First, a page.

There were times in which Arab intellectuals fought to articulate a unique narrative - a combination of nationalist, socialist and Islamic ideologies that had a tremendous impact on the Arab individual and collective.
Even if the offshoots were sometimes populist movements centred around an individual or a ruling party, the Arab intellectual movement that emerged during the anticolonial and postcolonial struggles remained relevant, vibrant and massively consequential.
The setback following the upheaval of the 2011 revolts, uprisings and civil wars, has led to massive polarisation. Many Arab intellectuals fled to the West, were imprisoned or opted to remain silent.
Pseudo-intellectuals, however, were readily co-opted, selling their allegiances to the highest bidder.
This intellectual vacuum allowed the likes of Daesh, al-Qaeda and others to fill the space with their agendas.
True, their agendas are dark and horrific, yet they are rational outcomes at a time when Arab societies subsist in despair when foreign interventions are afoot, and when no homegrown intellectual movement is available to offer Arab nations a roadmap towards a future free from tyranny and foreign occupation.
Even when Daesh is defeated on the ground, its ideology will not disappear; it will simply mutate, for Daesh is itself a mutation of various other extremist ideologies.
Neither the Westernized Arab intellectual nor the co-opted local one is capable of filling the empty space at the moment, leaving room for more chaos that can only by filled by opportunistic extremism.
This is not a discussion that can be instigated by Western universities or state-sponsored Arab media for these platforms will impose a self-serving narrative doomed to prejudice the outcomes.
It is fundamentally an Arab discussion that must be generated by free Arab thinkers - Muslim and Christians alike. It is the birth of that movement that will begin to imagine an alternative future for the region.
Seemingly wishful thinking? I think not. Without such intellectual renaissance, the Arabs will remain hostage to two choices: to remain lackeys to Western powers or hostage to self-serving regimes.
And both options are not options at all.
- Dr. Ramzy Baroud has been writing about the Middle East for over 20 years. He is an internationally-syndicated columnist, a media consultant, an author of several books and the founder of PalestineChronicle.com. His books include "Searching Jenin", "The Second Palestinian Intifada" and his latest "My Father Was a Freedom Fighter: Gaza's Untold Story". His website is www.ramzybaroud.net.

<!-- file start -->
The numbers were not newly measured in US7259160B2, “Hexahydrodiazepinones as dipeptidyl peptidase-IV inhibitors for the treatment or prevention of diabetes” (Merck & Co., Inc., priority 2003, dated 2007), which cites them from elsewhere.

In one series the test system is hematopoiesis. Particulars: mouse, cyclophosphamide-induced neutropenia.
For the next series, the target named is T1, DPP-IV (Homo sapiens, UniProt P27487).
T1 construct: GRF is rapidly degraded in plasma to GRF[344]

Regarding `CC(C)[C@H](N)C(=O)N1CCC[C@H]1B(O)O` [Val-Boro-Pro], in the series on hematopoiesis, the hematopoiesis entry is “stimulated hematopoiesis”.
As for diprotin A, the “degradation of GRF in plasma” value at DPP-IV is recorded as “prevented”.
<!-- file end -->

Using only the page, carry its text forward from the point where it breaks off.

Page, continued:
The challenges faced by the students of Solidarity for Palestinian Human Rights SPHR and the YestoBDS campaign at the University of British Columbia (UBC) in recent months serve as a template for what to expect from pro-Israel groups on campuses.
The ultimate end result was that the BDS referendum did not pass this year at UBC, although the students won an earlier landmark and (perhaps more significant) victory from the BC Supreme Court that dismissed a challenge to suppress the vote altogether.
Zionist groups have all now joined in the same chorus that the final vote count shows that BDS is "nefarious", "divisive" and "promotes hate".
I would suggest a different analysis, that the referendum results simply show us how much more ruthless, underhanded and aggressive the pro-Israel lobby have become around BDS, particularly at universities.
Israeli apologists constantly repeat the mantra that BDS creates a toxic and divisive environment on campus, but really, who is driving that toxicity?
After following the debates on both print and social media at UBC during the referendum, and personally witnessing the horrific verbal abuse (that could easily have escalated into physical abuse) and disruption from the "Jewish Defense League" at a BDS panel on April 3, I have come to the conclusion that part of the strategy by pro-Israel groups is to manufacture this "toxic" environment so that student unions will be hesitant to deal with the issue.
As SPHR-UBC noted in their statement following the vote, the court case and the delays in being able to campaign (especially for a volunteer student group in the final week of term) severely hindered their efficacy. They summed it this way:
"We started this campaign knowing the odds were against us: we only had a week to campaign, the delay was caused by a legal battle that had drained our efforts already, we had limited resources compared to our opposition, and we knew it would be hard.
"Regardless, we managed to start important conversations and the outcome of the vote shows that in better circumstances we could actually make it, and we commit to keep this conversation going on campus. It's a shame that so few students had the opportunity to be aware of the referendum due to the constraints of limited campaign time."